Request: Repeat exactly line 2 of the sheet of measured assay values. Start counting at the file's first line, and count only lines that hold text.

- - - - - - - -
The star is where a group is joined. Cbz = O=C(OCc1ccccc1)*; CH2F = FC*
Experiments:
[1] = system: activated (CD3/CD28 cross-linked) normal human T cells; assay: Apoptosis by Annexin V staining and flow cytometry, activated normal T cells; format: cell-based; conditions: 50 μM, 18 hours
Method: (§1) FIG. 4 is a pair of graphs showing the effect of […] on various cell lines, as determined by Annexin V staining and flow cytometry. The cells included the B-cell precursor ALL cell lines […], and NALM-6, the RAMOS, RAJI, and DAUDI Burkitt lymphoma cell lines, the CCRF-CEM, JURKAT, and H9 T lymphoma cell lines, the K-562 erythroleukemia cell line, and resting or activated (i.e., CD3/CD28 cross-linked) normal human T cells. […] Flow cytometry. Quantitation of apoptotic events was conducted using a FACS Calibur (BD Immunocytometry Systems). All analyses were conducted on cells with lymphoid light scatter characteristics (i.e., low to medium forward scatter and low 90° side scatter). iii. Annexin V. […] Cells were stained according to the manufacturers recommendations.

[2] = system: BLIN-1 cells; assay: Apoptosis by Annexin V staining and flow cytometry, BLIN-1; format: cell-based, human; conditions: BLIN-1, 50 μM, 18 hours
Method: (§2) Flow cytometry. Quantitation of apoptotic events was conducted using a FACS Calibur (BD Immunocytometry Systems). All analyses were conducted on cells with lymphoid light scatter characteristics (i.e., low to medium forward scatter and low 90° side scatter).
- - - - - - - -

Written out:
Experiments: